Every time I look at the pages of Architectural Digest, I always see a vintage Moroccan rug in a great home. Often it can boast streaks of Hot pink, sea blue or fiery orange. Other times it is more respectable in tones of wood and rich blacks. A work of craftsmanship, these rugs are statement pieces that command attention while still letting the rest of the room shine. This chameleon-like quality is one of the reasons why a vintage Moroccan rug is so sought after design piece.
Other reasons are based on culture and heritage – all of which are amazing in their breadth and history. The craft of Moroccan weaving dates back to 600 BC. Each authentic rug varies in technique and aesthetics based on the tribe, region or village where it was made. These are the facts that Mallory Solomon, founder and CEO of Bye Bye, a collection of unique handwoven textiles and rugs, is at the fore. Generations of tradition, artistry and symbolism are steeped in these works, says Solomon.
“The variation is visible through every weaving choice – from the animals the wool is harvested from, to the dye ingredients used to make the colors and the local symbols and traditions woven into the surface of the rug.”
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Knowing the rich traditions behind a Moroccan rug adds to its integrity and appeal. But all too often, knockoffs permeate the design space, and so does little respect for the artisans behind the craft. Solomon, whose company works directly with more than 70 women artisan weavers, aims to change this. Every rug for sale on Hello Salam is authentic and credited to its maker, who receives fair wages in exchange for their work.
“We believe that the stories behind each of these pieces, including the artisan behind it and the techniques, symbolism and tradition used to make them, should be preserved and shared,” adds Solomon.
So how do you know if a vintage Moroccan rug is authentic? And what’s the best way to style one of these historically revered design pieces? I asked Solomon to share his insight.
How do you know a vintage Moroccan rug is authentic?
Buying a Moroccan rug can be difficult, Solomon admits. Lots of sellers claim to sell authentic handmade pieces when that is not the truth. “If you’re lucky enough to buy a personalized one, flip the rug over or ask for a picture of the back of the rug,” she suggests. “The back of the carpet holds the technical key to the quality of a carpet. You want to see uniformity in each knot, as well as the space between each knot.”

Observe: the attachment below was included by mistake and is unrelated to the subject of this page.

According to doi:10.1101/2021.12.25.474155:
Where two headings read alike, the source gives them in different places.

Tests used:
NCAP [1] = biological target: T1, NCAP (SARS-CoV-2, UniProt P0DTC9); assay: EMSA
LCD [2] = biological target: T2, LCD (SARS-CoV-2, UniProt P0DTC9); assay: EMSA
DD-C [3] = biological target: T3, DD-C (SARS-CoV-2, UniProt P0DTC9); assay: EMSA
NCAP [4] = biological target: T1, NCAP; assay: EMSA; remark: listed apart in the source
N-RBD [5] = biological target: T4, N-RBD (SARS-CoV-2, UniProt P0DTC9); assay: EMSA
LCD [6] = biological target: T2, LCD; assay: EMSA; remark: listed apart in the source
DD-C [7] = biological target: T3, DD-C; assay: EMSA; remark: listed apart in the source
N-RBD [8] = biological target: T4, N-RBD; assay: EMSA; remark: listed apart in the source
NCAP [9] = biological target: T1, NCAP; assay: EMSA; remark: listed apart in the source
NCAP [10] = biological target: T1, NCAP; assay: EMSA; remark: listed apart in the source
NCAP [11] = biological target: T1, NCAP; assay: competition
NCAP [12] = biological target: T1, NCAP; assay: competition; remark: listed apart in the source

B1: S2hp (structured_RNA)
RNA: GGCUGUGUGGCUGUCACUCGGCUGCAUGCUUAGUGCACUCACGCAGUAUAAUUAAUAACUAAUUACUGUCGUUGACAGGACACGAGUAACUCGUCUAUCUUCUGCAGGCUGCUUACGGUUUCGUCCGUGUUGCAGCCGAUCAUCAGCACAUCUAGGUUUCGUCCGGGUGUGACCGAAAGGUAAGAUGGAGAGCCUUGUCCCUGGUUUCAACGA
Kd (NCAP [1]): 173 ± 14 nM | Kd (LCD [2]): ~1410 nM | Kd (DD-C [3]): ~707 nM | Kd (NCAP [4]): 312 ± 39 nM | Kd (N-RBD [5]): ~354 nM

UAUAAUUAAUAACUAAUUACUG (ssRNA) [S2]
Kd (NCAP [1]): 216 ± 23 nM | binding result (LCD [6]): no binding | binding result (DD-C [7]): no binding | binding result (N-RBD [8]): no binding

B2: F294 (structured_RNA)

Next, Solomon suggests asking the seller the following: What materials did they use? Do they know the tribe or the craftsman who made the work? Do they know the meaning of the design?
Solomon says that every rug sold at Salam Hello is made from 100 percent live wool, meaning the wool comes from live sheep, lambs or camels without harming the animal. “Our artisans tend to card, spin and dye the wool themselves using different spice blends, resulting in a higher quality piece.”
She adds that “Moroccan rugs represent generations upon generations of tradition, artistry and symbolism. While these rugs are as beloved as ever, much of their history and symbolism has been lost in translation and transactions over time.”
What is the best room for a Moroccan rug?
There is no room for a Moroccan rug, says Solomon. Finding the perfect size and look depends on the room. To make this easier, Solomon and her team created one size guide to find the right fit. A few key points include:
To the bedroom
Find a rug that extends beyond your bed frame. You can have it extended at the front or find a piece that grounds all your furniture from the bed frame to the side tables. You can also mix and match by flanking both sides of your bed with an accent piece and/or runners.
To the living room
Small to medium sized rooms look best with a rug in the center of the room under the coffee table. For a larger living room, Solomon suggests using a larger rug that fits under all the furniture.
To the hallway
A runner is the best added value, Solomon believes. “It can be used as a transitional piece for a hallway or to add color and warmth to the kitchen floor.”
To the dining room
Complement the table by choosing a size that is a base for chairs, even when the chairs are pushed back.
To the bathroom
This space can be tricky for carpeting, “as you have to make sure the material can withstand humid environments,” says Solomon. The best bet is a runner placed near the vanity.
How else can you decorate with a Moroccan rug?
Salomon says to think of the floor “as your fifth wall.” A handmade Moroccan is a work of art in itself, and the floor is another place to display a stunning piece. Also, don’t be afraid to treat it like a painting. “Hanging carpets on the wall can be a funky way to highlight the amazing handmade designs that many of these artisans bring to life,” she adds.
How do you care for a Moroccan rug?
An authentic Moroccan rug is made to last a lifetime. So when it comes to taking care of it, don’t overthink it, says Solomon. That said, she suggests doing a few things to extend its life:
Take it outside and shake it vigorously once every two weeks. If the carpet is too large, or you lack space, you can vacuum it once a week. Do not use a vacuum cleaner with a brush, rotating motor head or anything that can pull the natural fibers. Vacuuming at low power and with a flat nozzle attachment. For carpets with high pile, vacuum in the direction of the pile and lift the nozzle after each movement. Don’t forget to flip the rug and vacuum the back to get something deep in the piles as well.
Finally, Solomon suggests rotating the rug every three to six months. This will help prevent bacteria from forming in areas where the furniture sits or where there is limited foot traffic or sunlight. (But be aware that direct sunlight will fade the colors over time, she warns.)